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A federal judge has issued a criminal judgment requiring an Alabama-based trucking company operating in California to pay a fine of $3 million for illegally transporting thousands of pounds of lead-contaminated plastic battery chips.
The hazardous material involved in the illegal transport is known to cause irreversible damage to the health of young children who ingest or inhale the substance in contaminated soil or dust.
U.S. District Judge Percy Anderson of the Central District of California ordered Wiley Sanders Truck Lines of Troy, Ala., to pay $1.5 million over three installments to the U.S. government and pay another $1.5 million to an environmental fund established by the Los Angeles County Department of Public Health to support residents in the communities affected by the motor carrier’s shipments.
Judgment Order in Case Agai... by on Scribd
The judgment comes after a plea agreement filed earlier this year in which Wiley Sanders Truck Lines, which operates in California and 47 other states, admitted to three felony counts of “recklessly” and “knowingly” transporting the byproduct of the battery recycling process in 2013 and 2014 in three shipments from a battery recycling facility in Vernon, Calif., to another facility in Bakersfield, Calif.
The judgment order issued June 10 also sentences the company to three years’ probation and gives it 30 days to designate an official to act as the carrier’s representative and be the primary contact with the probation officer.
The money paid to the environmental fund is to be used for verification testing, analysis and assessment of soils for residential properties, assistance to residents in abating lead and lead-paint hazards, educational and learning disability assessment and intervention for children living in communities impacted by the motor carrier, and for public health outreach, according to court documents.
Court records say that Wiley Sanders Truck Lines provided transportation services for a large California battery recycling facility on a 15-acre property that at peak operation received 40,000 batteries a day.
However, Wiley Sanders Truck Lines’ attorney, Grady Reeves of Troy, Ala., said there was a “general misconception” that the motor carrier was actually “transporting” the materials. Wiley Sanders Truck Lines’ only involvement in the case was that it was supplying the trailers — and not the tractor hauling the trailer containing the hazmat or the actual materials owned by another company.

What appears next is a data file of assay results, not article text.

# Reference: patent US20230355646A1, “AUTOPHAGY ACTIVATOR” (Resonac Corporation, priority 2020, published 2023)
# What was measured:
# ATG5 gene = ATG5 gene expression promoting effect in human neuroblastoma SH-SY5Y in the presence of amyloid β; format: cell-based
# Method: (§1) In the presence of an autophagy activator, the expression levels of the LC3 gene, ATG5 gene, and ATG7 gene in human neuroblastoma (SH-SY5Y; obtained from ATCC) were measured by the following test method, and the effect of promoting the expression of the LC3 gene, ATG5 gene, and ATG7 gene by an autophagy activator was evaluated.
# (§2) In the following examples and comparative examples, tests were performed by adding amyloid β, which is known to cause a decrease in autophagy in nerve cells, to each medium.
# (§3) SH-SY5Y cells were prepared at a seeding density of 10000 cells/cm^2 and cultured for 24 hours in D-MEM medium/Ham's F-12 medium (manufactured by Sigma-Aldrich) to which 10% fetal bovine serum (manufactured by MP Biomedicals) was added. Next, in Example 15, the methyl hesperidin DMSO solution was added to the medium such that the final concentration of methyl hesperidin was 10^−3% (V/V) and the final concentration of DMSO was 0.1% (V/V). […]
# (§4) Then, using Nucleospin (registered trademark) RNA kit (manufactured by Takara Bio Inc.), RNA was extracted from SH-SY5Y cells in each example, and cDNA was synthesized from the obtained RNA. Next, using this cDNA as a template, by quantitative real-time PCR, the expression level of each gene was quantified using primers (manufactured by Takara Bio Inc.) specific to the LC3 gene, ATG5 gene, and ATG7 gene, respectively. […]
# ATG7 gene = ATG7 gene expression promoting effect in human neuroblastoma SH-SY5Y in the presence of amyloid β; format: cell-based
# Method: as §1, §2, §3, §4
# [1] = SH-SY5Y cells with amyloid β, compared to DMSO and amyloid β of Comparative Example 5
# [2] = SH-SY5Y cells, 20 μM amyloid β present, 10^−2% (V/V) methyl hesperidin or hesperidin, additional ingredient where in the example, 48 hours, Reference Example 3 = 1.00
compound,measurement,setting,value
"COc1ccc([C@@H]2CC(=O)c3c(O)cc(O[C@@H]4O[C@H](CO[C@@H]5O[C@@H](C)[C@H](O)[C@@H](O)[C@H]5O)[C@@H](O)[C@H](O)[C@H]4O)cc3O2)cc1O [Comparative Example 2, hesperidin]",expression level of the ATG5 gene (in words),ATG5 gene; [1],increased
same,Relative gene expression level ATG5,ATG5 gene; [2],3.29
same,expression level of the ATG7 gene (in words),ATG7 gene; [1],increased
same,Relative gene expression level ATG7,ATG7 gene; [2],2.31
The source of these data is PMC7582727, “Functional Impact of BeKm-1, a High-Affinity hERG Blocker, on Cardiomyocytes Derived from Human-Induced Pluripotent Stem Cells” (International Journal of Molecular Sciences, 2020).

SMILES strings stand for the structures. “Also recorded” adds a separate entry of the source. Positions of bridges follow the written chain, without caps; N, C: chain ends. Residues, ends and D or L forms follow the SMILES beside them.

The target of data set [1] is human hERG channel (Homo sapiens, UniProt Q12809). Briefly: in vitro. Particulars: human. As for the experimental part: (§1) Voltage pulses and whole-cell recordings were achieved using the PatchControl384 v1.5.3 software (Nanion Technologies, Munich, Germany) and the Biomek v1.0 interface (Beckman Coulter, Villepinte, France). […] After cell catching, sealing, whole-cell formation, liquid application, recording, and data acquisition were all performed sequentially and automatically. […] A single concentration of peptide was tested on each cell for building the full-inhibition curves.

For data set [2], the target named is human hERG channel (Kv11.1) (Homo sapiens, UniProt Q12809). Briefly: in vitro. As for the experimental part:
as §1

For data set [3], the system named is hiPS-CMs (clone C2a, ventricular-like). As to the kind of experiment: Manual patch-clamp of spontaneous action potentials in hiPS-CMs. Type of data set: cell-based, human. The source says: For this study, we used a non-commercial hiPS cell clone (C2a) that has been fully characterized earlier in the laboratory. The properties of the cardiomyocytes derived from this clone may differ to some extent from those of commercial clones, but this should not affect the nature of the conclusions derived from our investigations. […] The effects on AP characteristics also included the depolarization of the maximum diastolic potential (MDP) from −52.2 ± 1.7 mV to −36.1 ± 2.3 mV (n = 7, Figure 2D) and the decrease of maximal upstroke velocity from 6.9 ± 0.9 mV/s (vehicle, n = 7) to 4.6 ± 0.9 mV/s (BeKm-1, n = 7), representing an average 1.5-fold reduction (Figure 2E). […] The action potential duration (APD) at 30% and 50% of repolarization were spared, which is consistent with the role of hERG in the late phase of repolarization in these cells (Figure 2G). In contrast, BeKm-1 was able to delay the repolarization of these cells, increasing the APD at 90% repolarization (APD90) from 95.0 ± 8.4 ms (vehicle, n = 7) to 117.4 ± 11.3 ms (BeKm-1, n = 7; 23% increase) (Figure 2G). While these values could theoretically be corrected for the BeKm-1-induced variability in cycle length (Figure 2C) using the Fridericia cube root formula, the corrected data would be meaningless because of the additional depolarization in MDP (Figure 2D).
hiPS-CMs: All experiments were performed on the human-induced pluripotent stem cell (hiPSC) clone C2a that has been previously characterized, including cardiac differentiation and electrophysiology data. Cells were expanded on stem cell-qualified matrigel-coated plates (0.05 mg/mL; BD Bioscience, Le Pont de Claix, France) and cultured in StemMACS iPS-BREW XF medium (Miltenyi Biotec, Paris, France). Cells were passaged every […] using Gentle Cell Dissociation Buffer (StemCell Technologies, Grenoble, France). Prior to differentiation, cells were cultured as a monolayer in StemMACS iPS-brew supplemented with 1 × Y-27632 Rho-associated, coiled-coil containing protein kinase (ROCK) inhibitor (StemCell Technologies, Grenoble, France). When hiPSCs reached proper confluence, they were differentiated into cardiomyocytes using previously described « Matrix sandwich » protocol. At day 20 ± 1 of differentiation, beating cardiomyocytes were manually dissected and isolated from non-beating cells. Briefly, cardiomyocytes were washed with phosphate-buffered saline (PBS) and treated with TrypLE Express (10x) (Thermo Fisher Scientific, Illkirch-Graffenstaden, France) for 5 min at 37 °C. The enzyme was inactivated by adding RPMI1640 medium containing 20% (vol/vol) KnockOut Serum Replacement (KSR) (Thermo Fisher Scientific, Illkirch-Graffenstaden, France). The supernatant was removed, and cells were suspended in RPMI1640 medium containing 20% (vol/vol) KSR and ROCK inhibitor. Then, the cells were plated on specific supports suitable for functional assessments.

Asked why the company agreed to plead guilty in the case, Reeves said “it was in the best interest of the company.”
Wiley Sanders Truck Lines/YouTube
“You don’t have much choice when you’re dealing with the federal government,” Reeves told Transport Topics. “Let me put it like that.”
Court documents said the batteries involved in the case were initially crushed and broken apart in a hammer mill, and during the process the batteries were separated into three component streams: acid, lead and plastic. The complex process was designed to produce a lead-based substance that could be used to manufacture new lead-acid batteries.
As part of the recycling process, the facility generated such hazardous waste as corrosive fluids and waste containing metals such as lead, cadmium, arsenic, antimony, zinc and chromium. The end product was highly toxic and presented a serious danger to public health for residents residing in communities near the battery facility, according to the court documents.
After the plastic battery chips were rinsed with water in an attempt to remove the lead and other materials, they were loaded into the Wiley Sanders Truck Lines semitrailers parked at the facility.
Prosecutors said Wiley Sanders Truck Lines knew that the semitrailers did not contain any lining or inner packaging material to prevent liquids and semisolids from escaping through cracks and other openings in the trailers while they were traveling on public roads. On at least two occasions, authorities spotted liquid dripping from the trailers and called hazmat responders to the scene, they said.